Anti-asbestos crusader challenges Saskatoon to ask a simple question

The Saskatchewan Asbestos Disease Awareness Organization is challenging the city to ask everyone heading into the landfill with a load of junk if it might contain asbestos.

Jesse Todd worries harmful material could end up in landfill

This is what asbestos looks like in its raw form. The Saskatchewan Asbestos Disease Awareness Organization wants anyone heading to the landfill to ensure the material they are hauling doesn't contain asbestos. (Paul Chiasson/Canadian Press)

Saskatoon is a leader in the fight against asbestos exposure, according to a provincial organization dedicated to keeping people safe from its dangers.

That dust flies everywhere.- Jesse Todd, Saskatchewan Asbestos Disease Awareness Network

The Saskatchewan Asbestos Disease Awareness Organization hails the work the city does in asking building contractors to be aware of whether the materials they are bringing to the landfill contain asbestos.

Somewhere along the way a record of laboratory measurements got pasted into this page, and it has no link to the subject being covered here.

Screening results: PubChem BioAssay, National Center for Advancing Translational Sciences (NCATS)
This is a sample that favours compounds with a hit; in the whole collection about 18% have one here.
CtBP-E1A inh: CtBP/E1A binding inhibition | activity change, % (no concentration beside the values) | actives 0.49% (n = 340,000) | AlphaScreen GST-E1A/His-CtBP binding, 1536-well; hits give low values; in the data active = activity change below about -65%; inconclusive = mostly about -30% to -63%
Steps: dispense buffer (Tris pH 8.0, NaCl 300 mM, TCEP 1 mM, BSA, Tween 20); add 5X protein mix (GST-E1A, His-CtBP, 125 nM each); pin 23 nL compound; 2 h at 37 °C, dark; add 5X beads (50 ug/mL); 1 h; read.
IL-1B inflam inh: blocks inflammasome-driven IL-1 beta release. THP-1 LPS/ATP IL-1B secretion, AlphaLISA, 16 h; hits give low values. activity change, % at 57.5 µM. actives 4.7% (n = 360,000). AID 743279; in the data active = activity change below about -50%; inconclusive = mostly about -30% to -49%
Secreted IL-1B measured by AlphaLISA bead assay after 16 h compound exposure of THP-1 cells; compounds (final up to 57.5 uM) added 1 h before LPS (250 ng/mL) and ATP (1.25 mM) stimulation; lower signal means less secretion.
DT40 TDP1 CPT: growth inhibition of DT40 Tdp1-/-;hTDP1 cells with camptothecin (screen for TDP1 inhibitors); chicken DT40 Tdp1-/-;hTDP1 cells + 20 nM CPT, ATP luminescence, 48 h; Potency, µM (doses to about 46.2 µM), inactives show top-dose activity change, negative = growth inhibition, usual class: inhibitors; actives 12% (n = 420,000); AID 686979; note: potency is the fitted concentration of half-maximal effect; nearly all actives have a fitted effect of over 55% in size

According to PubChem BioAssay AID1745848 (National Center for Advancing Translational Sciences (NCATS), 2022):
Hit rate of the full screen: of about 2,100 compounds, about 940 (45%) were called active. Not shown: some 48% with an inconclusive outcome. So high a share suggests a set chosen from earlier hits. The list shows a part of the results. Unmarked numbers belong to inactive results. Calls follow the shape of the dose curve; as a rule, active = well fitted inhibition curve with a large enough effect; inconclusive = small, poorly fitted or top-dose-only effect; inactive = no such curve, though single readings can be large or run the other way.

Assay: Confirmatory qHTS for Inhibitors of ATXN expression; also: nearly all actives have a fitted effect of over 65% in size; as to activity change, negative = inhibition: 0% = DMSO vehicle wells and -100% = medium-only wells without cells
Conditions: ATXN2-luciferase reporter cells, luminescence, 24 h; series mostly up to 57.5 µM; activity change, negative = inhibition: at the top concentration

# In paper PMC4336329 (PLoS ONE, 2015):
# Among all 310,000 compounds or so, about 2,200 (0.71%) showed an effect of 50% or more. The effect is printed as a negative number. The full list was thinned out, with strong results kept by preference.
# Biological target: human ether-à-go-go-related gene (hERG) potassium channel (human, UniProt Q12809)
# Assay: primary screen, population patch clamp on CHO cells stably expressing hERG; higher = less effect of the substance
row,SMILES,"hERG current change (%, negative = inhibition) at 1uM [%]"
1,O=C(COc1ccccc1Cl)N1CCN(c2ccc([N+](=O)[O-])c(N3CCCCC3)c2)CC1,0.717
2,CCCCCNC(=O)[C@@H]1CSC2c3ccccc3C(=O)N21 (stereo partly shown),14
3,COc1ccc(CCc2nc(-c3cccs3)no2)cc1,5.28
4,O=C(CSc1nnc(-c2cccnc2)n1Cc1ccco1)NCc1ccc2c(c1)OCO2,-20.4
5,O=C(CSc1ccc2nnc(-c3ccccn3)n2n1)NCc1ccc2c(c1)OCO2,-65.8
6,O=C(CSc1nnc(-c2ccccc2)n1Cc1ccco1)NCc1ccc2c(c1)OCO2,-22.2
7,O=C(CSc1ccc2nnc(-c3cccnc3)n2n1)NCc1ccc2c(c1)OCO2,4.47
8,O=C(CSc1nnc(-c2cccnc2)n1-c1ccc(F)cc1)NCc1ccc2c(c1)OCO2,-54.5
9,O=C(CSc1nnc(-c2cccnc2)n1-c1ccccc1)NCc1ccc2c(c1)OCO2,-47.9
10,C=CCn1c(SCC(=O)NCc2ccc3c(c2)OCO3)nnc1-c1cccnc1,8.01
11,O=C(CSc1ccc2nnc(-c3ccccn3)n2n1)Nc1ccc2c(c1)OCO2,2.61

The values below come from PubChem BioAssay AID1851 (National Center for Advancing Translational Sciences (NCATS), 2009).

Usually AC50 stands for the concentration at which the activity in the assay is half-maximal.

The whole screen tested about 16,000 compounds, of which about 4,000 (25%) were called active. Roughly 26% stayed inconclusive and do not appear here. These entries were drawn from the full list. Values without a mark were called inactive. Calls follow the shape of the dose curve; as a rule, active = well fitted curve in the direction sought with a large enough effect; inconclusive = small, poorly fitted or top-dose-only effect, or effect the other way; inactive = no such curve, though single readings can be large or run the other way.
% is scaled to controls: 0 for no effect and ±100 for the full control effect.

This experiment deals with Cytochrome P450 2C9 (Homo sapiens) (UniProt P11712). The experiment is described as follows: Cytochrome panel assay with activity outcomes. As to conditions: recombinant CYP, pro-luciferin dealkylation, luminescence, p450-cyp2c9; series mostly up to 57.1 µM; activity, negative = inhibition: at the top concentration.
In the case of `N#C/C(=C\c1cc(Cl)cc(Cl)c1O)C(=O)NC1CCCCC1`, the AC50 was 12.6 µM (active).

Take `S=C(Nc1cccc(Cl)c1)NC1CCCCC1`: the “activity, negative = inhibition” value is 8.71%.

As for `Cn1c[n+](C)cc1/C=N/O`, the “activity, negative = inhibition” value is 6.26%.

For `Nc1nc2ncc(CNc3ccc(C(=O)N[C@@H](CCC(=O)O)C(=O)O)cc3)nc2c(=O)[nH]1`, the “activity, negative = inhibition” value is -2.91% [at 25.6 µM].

Now, the organization's Jesse Todd is challenging the city to expand the program by asking a simple question to everyone heading to the landfill with a load of junk.    

"Does the material you are hauling today contain asbestos?" Todd asks.

"Even if the homeowner does not know, I think it's a very important question to ask."

Jesse Todd with the Saskatchewan Asbestos Disease Awareness Organization believes Saskatoon is a leader in keeping people safe from asbestos exposure, but that everyone, including the city, can do better. (CBC)

Asbestos-related deaths still a major issue

Todd said that he knows from first-hand experience that there is some danger people can be exposed to the potentially deadly fibres at the landfill.

"You start throwing your materials into the bin and then a big cloud of dust puffs up when your material hits the bottom. And if someone else disposed of some material — maybe some drywall material that contained asbestos or anything like that — it is very brittle and that dust flies everywhere, so the individual dumping material is exposed as well as the attendants working there."

Todd told CBC Radio's Saskatoon Morning that more awareness is needed. He said that workers' compensation claims and deaths from asbestos-related diseases remain constant. Thirty per cent of work deaths compensable by workers' compensation in this province are from asbestos exposure, according to the Saskatchewan Asbestos Disease Awareness Network.

The city does not allow asbestos into the landfill, and there are signs posted at the entry alerting people that it is a hazardous and prohibited substance. 

Todd's letter has been received for information at city hall.